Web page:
I didn’t post the latest in my adventures with kindergartner Shayla. Dick, the man who is in charge of the Columbus Reads program, told me privately that several tutors have come to him and said, “If I have to work with Shayla, I’m quitting the program!” Apparently, I’m in their good graces for longevity, if nothing else.
She and I had a hard time getting started on Thursday. We have our own table in the hallway, because it minimizes the distractions that come with 20-odd tutoring sessions all going at once. Staying on task is an issue both for Shayla and me, so it’s a godsend that we’re able to be out in the hall. She was pretty sullen and uncooperative when her teacher brought her from the kindergarten room–she balked at helping us move chairs to our table. But, after a few minutes, she opened up and became more receptive and friendly. I think what she craves most is consistency, and she’s beginning to understand that I want to be with her for the long haul.
This week we read Papa’s Spaghetti. It’s one of those stories where one thing builds on another, like the song “I Know an Old Lady Who Swallowed a Fly,” or “The Green Grass Grows All Around.” She perked up when we were talking about food, especially since Thanksgiving has just come and gone. I mentioned to her that I might be making dinner that night (since Steph had choir practice), and she was shocked, “You mean you don’t have a wife?”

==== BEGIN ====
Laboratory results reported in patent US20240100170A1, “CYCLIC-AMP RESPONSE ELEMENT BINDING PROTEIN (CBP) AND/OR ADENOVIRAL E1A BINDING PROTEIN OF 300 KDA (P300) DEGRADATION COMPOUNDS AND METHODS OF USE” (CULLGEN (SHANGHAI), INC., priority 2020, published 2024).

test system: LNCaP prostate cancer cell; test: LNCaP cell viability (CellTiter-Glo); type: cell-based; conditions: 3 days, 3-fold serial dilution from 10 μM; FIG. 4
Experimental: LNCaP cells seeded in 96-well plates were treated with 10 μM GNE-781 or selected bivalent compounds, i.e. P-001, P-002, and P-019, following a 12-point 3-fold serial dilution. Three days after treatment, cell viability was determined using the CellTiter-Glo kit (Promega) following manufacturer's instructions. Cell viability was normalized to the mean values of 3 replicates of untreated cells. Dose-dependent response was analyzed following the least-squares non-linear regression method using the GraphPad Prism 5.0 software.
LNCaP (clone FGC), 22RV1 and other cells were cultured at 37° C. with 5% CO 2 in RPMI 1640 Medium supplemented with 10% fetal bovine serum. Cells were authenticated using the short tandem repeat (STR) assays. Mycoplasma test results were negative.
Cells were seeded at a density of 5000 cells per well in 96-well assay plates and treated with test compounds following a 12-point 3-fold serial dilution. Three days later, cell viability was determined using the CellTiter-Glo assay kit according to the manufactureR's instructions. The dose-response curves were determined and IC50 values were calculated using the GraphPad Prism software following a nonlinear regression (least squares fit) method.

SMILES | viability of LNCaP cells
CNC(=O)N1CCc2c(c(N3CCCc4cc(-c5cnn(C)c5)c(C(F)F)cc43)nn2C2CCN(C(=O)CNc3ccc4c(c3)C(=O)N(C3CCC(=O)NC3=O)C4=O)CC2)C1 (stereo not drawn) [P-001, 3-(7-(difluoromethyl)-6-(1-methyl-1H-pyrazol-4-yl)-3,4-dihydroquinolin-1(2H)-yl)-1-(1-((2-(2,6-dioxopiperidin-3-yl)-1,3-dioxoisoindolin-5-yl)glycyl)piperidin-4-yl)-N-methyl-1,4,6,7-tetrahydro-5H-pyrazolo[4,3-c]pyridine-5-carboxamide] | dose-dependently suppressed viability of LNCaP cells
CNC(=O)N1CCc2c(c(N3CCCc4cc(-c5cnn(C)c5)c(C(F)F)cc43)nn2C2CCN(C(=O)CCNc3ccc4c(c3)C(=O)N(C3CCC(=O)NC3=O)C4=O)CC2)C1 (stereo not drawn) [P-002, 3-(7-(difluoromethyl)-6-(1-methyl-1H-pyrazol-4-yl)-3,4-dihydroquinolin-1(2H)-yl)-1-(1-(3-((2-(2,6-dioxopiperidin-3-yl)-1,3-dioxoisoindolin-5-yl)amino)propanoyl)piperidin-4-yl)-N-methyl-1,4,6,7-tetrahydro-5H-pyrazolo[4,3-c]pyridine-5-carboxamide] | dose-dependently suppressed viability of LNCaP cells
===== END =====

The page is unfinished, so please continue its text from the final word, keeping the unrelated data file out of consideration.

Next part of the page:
I told her yes, I do, and I showed her my wedding ring. She pointed to the ring and then to my watch. “Jewelry!” she said, clapping her hands.
She asked me at one point, “Where’s your book?” I pointed to the books in her reading folder. “No! No!” she said, quite visibly frustrated. She put her hands in the air and pantomimed flipping a page over. I knew then that she meant my notepad.
“It’s here,” I said, pulling it out of my pants pocket. “See?”
She wanted it, but I wouldn’t let her have it, because too many phone numbers, Websites, etc., are jotted in it. “But I took the pencil and wrote on one page, in printed letters, “Bring Shayla a notebook next week!!”
Her moods can go all over the map in a matter of seconds. When the session was over, she walked back to her classroom holding my hand, but then she got rather bossy and unpleasant when I had forgotten to bring the little Xeroxed storybooks each child gets to keep after the session.
As I was leaving, her kindergarten teacher took me aside and said, “You’ve been doing a good job with her. You know, we think she might be intelligent.” I was thinking, Well, duh!, but instead I showed some very out-of-character restraint and diplomacy. “I have no doubt of it,” I told the teacher.